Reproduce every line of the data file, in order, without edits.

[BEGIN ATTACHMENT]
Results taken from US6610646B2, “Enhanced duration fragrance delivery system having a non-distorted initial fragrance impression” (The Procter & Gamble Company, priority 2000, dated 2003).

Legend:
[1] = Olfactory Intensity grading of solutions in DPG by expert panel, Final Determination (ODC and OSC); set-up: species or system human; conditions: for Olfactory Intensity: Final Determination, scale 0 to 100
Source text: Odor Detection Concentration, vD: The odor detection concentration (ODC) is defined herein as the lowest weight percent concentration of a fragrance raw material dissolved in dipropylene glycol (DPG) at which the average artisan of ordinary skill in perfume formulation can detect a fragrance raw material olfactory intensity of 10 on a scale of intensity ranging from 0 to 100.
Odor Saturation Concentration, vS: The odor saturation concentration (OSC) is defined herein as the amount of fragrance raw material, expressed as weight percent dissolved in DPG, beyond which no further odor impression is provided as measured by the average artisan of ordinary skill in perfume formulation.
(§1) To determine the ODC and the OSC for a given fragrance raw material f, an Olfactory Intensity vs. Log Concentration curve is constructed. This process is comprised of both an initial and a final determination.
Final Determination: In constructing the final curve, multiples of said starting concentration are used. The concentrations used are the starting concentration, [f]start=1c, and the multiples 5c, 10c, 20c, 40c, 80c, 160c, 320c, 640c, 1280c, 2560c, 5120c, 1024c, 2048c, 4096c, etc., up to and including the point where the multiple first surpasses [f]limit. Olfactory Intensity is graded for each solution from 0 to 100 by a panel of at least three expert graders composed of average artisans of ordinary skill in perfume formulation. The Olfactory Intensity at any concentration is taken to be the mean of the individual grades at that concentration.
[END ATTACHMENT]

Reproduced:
Results taken from US6610646B2, “Enhanced duration fragrance delivery system having a non-distorted initial fragrance impression” (The Procter & Gamble Company, priority 2000, dated 2003).

Legend:
[1] = Olfactory Intensity grading of solutions in DPG by expert panel, Final Determination (ODC and OSC); set-up: species or system human; conditions: for Olfactory Intensity: Final Determination, scale 0 to 100
Source text: Odor Detection Concentration, vD: The odor detection concentration (ODC) is defined herein as the lowest weight percent concentration of a fragrance raw material dissolved in dipropylene glycol (DPG) at which the average artisan of ordinary skill in perfume formulation can detect a fragrance raw material olfactory intensity of 10 on a scale of intensity ranging from 0 to 100.
Odor Saturation Concentration, vS: The odor saturation concentration (OSC) is defined herein as the amount of fragrance raw material, expressed as weight percent dissolved in DPG, beyond which no further odor impression is provided as measured by the average artisan of ordinary skill in perfume formulation.
(§1) To determine the ODC and the OSC for a given fragrance raw material f, an Olfactory Intensity vs. Log Concentration curve is constructed. This process is comprised of both an initial and a final determination.
Final Determination: In constructing the final curve, multiples of said starting concentration are used. The concentrations used are the starting concentration, [f]start=1c, and the multiples 5c, 10c, 20c, 40c, 80c, 160c, 320c, 640c, 1280c, 2560c, 5120c, 1024c, 2048c, 4096c, etc., up to and including the point where the multiple first surpasses [f]limit. Olfactory Intensity is graded for each solution from 0 to 100 by a panel of at least three expert graders composed of average artisans of ordinary skill in perfume formulation. The Olfactory Intensity at any concentration is taken to be the mean of the individual grades at that concentration.